If your finances (and your utilization rate) can handle it, allow your teenager to make a larger purchase. Then charge interest. If your child fails to make a payment on time, practice tough love. Charge a late fee they must pay before being allowed to use your credit cards again.
Do not, however, get angry or ground your children when they fail to make a timely payment. This is an excellent teachable moment for your child. Explain how late payments affect their credit score and how their credit score affects the interest rate companies will give them.
Keep examples grounded in reality—try to establish a scenario that happens. The credit card companies would never ground a customer for failing to pay a bill on time. They would, however, call their customers at 8 a.m. to remind them that the bill is due. Feel free to call your teenager’s cell phone at the crack of dawn to remind her that her payment is past due.
Mistakes happen! As long as your child does not repeatedly make the same mistake, allow her the freedom to learn and grow while at home. Be your child’s safety net now. It’s far better than being their safety net when the stakes are higher.
We live in a credit-driven society. You need credit for just about everything from buying a house to getting a job. Since many people use credit in lieu of currency, it is no surprise that many hard-working people have not managed credit wisely. As a result, they have bad credit. But there is hope. Here are five steps to rebuild bad credit.
Before examining the steps to rebuild your credit, let’s see how the credit bureaus determine our credit scores. There are 22 different criteria for determining a credit score. Unfortunately, the only ones who know the actual formulas are the credit bureaus. Not much information exists on rebuilding credit. Therefore people often make common mistakes that seem like the right choice, but in the end these choices hurt their credit score.
If you have bad credit and want to increase your credit score, follow these five steps. Prior to doing anything, you need to make sure you know your credit scores. Odds are you wouldn’t build a house without a blueprint. Your credit scores are the blueprint of your credit history. The only way you’ll know what corrections are needed is to get your credit report.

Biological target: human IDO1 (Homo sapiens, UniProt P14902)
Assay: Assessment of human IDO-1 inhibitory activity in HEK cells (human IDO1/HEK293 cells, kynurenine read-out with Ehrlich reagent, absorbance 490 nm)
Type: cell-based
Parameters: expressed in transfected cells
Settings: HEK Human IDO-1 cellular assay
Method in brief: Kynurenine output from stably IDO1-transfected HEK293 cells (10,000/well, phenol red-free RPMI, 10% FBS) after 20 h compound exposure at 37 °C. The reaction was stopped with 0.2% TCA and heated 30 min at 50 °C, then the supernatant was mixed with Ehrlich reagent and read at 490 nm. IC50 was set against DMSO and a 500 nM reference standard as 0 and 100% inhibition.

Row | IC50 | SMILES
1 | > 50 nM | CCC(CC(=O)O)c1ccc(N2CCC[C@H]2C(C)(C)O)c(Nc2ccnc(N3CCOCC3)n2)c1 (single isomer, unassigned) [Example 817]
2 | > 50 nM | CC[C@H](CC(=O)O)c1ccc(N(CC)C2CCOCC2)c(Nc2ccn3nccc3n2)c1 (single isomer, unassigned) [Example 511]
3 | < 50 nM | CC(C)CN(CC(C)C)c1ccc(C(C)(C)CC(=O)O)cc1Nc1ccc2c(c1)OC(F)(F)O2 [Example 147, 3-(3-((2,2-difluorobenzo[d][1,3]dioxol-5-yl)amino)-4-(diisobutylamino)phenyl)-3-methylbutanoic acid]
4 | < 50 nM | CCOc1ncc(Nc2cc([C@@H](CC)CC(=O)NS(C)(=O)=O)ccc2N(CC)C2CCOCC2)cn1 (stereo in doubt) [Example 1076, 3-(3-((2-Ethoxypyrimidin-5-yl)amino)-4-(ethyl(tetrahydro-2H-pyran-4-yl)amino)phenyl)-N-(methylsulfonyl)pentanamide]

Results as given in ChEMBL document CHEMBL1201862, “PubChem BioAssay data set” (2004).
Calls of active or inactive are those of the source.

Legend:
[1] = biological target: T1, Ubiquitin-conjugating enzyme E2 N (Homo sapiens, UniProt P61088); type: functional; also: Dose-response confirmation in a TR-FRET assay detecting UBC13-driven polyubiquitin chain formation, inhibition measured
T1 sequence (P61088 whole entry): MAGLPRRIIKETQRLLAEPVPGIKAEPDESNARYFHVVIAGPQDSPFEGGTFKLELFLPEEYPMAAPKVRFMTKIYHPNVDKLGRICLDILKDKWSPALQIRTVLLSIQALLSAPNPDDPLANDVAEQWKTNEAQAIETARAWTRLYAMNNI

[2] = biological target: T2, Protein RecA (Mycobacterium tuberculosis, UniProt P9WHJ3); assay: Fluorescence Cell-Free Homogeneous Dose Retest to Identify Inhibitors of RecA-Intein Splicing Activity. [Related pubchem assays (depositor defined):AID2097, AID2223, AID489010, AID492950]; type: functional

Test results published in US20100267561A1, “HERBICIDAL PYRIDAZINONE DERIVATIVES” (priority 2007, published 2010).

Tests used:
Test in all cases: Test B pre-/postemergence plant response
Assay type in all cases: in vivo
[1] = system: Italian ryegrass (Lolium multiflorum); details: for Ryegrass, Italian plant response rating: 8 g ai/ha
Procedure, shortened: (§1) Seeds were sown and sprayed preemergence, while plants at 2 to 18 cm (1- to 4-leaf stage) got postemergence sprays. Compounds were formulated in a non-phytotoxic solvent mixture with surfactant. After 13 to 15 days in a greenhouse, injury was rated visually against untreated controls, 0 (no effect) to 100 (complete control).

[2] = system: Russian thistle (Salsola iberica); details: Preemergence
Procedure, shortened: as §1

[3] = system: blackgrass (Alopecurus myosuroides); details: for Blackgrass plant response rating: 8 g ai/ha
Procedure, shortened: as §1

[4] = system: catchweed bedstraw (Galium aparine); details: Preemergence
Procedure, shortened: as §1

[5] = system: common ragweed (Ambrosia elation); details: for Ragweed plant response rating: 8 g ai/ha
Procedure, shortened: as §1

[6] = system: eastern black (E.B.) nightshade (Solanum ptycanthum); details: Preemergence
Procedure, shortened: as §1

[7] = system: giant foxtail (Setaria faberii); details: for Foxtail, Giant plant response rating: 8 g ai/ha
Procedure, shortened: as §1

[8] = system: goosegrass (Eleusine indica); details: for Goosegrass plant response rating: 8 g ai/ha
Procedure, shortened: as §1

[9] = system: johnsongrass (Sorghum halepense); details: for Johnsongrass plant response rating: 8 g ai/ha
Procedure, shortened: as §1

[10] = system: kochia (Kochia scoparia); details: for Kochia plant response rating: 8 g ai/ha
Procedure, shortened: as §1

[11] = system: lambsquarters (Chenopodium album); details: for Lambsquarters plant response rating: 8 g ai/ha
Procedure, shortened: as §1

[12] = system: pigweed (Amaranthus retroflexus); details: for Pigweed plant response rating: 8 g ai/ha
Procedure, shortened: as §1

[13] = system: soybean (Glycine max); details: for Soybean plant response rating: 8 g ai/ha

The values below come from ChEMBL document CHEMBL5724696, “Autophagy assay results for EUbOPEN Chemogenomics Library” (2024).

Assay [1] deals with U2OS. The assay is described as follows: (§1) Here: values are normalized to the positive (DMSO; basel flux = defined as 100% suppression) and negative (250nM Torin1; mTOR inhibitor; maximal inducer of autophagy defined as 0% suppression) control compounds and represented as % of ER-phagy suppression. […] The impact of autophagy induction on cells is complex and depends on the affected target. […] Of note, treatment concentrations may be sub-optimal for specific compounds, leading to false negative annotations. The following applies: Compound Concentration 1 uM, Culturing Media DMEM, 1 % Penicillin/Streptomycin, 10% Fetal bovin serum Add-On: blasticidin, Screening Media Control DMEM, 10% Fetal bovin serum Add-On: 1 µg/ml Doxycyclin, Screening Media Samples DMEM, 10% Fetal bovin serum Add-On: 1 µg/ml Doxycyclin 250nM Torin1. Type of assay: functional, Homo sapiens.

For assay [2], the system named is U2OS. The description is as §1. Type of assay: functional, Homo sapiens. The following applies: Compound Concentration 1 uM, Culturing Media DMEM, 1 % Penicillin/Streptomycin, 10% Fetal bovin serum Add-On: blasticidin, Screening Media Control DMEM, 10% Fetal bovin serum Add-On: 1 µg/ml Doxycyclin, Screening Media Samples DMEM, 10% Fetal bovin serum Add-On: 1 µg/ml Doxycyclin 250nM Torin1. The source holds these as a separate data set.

Quick Fix #1: Check for Errors
One of the most common sources of a bad credit score can be attributed to reporting errors. Check your credit limits first! Make sure your credit limits are reported correctly because your credit limits are used to determine your utilization rate. This rate is based on the percentage of your credit limit you use each month. If your credit limit is not reported correctly, your utilization rate will not be accurate. A high utilization rate lowers your credit score.
Also check for duplicate notices from collection accounts that are being reported as active. Often a collection account is transferred to more than one collection agency. All of these collection agencies might be listed on your credit report. That’s not a problem, but only the agency currently trying to collect the debt should be listed as active. All other collection agencies should be listed as transferred since they are no longer responsible for collecting the debt.
If more than one collection agency is reporting the collection account to the credit bureaus as active, you have a problem. Since the single collection account is reported as two separate accounts, your credit score will be lowered.
Quick Fix #2: Reduce Your Credit Card Debt
Most people do not know why the amount of their credit card debt is significant because it has never been explained to them. I call this tip the 30/30 rule. Thirty percent of your credit score is based on your outstanding debt. If your credit balance is more than 30 percent of your credit limit, your score will drop. Here’s an example: If your credit limit is $1,000 and you charged $600, you are at 60 percent of your limit in debt. When you’re over 30 percent of your limit to debt and you’re only paying the minimum monthly payment each month, your score is going to drop, even if your monthly payments are “on time.” You must reduce your credit card debt to 30 percent or less to maintain the 30/30 rule and rebuild bad credit.
Quick Fix #3: No Credit Equals Bad Credit
Credit scores are based on the information in your credit history. If don’t have a credit history, you are treated like the person with bad credit. When evaluating your credit worthiness, companies would rather lend or give better interest rates to those whose credit history proves they are a good investment. Think of it this way: Let’s say you needed heart surgery, and you met a guy who said he was the best heart surgeon in the world. He might be the best heart surgeon in the world, but if he had no credentials and no references, there’s no way you’d ever let him open up your chest.
The credit scoring bureaus think of you the same way. If you don’t have a credit history, they consider you high risk. Prove your credit worthiness by getting three to five credit cards as well as an installment loan. Doing this will help rebuild your bad credit and provide enough information for credit bureaus to judge your risk fairly.
Quick Fix #4: Becoming an Authorized User
If you don’t have much credit (less than three major credit cards and an installment loan) or have bad credit and want to rebuild your credit, you may want to explore becoming an authorized user. Ask a relative with good credit to add you as an authorized user to their account. It helps if you and your relative have the same address.